• Community management becoming more and more important
    • Makes sites:
      • sticky and engaged
    • Makes information collection:
      • distributed
    • Community content becomes:
      • editorially valuable
    • Things that impacted helpmeinvestigate:
      • The 1% of content creators have a very real effect on crowdsourcing
      • Modularity is important — being able to break down tasks
      • Two types of crowdsourcing:
        • MechanicalTurk version
          • Guardian MPs expenses crowdsourcing project
            • Not a lot of diversity in a population, just a lot of people
        • Investigative version
          • Ability to get specialists to work on projects
          • Visibility is key
  • Mistakes:
    • Don’t mistake Twitter/forums for a broadcast medium
    • “Field of dreams” approach
      • “Build it and they will come” doesn’t particularly work.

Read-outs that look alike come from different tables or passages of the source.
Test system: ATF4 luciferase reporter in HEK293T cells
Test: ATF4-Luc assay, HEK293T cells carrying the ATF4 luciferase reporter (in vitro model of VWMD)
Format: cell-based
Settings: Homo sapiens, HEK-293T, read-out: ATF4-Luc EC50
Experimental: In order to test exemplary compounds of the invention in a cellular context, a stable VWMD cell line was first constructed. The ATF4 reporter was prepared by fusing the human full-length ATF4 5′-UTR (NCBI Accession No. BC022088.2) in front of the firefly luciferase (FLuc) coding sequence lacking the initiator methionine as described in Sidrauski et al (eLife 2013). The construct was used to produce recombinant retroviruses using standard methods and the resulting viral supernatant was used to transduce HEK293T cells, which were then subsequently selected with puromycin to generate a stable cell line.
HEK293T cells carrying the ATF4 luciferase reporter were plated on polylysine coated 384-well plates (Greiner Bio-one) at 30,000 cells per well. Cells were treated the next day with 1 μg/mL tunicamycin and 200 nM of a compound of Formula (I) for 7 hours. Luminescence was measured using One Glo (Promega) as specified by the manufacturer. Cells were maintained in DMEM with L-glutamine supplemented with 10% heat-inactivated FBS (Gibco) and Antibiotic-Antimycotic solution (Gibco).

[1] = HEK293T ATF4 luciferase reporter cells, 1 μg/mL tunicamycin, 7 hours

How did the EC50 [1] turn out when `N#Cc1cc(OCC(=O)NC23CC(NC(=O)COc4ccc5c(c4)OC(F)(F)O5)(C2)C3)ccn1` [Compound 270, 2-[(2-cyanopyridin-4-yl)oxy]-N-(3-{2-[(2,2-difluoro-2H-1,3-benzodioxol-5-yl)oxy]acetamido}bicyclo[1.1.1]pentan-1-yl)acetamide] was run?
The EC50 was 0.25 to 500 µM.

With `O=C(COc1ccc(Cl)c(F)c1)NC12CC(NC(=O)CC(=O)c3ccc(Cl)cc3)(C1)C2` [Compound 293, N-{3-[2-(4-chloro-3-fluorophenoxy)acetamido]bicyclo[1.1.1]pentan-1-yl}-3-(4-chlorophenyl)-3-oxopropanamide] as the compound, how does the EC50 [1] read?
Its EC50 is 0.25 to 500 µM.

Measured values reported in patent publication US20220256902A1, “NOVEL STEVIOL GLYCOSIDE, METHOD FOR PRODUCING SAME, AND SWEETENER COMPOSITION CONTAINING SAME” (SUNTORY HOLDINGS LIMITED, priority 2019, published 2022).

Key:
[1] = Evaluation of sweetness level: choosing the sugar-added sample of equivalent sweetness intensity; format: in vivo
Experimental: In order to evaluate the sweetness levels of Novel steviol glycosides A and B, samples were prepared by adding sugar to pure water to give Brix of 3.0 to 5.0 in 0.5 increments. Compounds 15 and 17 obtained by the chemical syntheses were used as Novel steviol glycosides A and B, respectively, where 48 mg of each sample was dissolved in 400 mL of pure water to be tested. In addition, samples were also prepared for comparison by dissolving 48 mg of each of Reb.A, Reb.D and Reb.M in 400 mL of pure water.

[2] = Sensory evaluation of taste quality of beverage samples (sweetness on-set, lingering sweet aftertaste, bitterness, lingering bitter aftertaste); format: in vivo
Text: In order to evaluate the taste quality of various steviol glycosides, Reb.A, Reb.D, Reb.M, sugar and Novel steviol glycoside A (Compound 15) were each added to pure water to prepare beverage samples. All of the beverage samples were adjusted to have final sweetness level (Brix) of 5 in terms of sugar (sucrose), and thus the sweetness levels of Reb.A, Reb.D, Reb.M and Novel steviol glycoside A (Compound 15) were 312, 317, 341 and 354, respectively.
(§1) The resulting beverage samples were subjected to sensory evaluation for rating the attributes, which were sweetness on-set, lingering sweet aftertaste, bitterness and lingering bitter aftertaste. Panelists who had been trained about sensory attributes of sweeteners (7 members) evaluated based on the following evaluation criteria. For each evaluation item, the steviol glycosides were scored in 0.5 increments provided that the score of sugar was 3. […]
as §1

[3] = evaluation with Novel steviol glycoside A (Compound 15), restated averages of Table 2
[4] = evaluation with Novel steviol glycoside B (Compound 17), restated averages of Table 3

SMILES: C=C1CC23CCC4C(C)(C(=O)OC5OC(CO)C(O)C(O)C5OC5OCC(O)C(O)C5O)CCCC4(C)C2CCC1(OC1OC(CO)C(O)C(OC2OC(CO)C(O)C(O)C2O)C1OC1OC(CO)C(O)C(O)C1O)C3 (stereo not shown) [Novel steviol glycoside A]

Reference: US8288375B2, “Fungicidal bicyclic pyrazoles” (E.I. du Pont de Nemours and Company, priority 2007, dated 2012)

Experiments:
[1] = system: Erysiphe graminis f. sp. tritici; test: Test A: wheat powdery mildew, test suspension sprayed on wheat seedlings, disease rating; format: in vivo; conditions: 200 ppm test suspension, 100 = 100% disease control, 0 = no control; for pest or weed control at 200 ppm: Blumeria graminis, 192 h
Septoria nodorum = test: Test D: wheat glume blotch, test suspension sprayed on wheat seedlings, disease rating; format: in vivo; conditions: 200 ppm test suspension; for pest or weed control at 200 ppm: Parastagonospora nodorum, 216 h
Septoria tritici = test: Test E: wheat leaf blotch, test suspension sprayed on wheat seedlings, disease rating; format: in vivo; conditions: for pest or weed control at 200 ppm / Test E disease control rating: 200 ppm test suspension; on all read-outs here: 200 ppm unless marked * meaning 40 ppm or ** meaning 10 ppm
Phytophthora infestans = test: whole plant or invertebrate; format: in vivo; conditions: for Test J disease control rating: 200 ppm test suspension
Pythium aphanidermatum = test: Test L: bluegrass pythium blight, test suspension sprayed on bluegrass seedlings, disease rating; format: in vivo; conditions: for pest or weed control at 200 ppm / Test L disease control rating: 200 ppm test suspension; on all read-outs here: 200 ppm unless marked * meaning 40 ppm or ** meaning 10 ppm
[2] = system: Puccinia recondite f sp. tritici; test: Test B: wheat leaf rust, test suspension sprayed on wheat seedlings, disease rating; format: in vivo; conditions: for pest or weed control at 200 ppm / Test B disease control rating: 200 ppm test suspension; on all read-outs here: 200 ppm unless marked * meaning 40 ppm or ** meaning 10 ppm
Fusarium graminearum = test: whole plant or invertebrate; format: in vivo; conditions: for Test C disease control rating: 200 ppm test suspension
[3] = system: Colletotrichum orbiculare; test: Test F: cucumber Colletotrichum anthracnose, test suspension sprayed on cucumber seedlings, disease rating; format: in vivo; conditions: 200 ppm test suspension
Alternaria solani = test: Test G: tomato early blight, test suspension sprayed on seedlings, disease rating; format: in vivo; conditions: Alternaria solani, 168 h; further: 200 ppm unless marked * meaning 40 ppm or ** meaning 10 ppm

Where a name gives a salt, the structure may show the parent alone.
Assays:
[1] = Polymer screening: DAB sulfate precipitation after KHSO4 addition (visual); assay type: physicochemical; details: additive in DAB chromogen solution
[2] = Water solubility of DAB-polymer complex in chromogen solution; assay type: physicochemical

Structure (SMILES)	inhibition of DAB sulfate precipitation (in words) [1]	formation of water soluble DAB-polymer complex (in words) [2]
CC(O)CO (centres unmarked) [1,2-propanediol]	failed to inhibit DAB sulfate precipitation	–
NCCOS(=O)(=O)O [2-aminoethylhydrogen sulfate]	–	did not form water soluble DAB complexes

• Don’t start with the technology; start with the people and the networks ⁃ The “Post” process ⁃ People ⁃ Objectives ⁃ “Get a good story” isn’t an objective the community will care about ⁃ Strategy ⁃ Often you won’t be managing a community, but are rather just a member needing to establish your own clout. ⁃ Technology ⁃ “Otherwise you’re walking around with a hammer and everything looks like a nail.” ⁃ Remember copyright ⁃ The “second visit problem” ⁃ How do you get people to return? ⁃ Problem of expansion and scalability ⁃ Give people explicit tasks and project inputs ⁃ Allow creation of groups ⁃ “The Wikipedia Revolution” ⁃ How Wikipedia dealt with the scaling problem ⁃ Easy-to-use tools ⁃ Don’t assume one tool will be the easiest for everyone. ⁃ ToS, culture of site ⁃ Newspapers experience difficulty because they start with big groups of people and can’t create a specific user culture ⁃ Shirky — communities need tools to defend themselves. ⁃ Reward those who are helpful, hinder those who aren’t. ⁃ Karma systems, etc.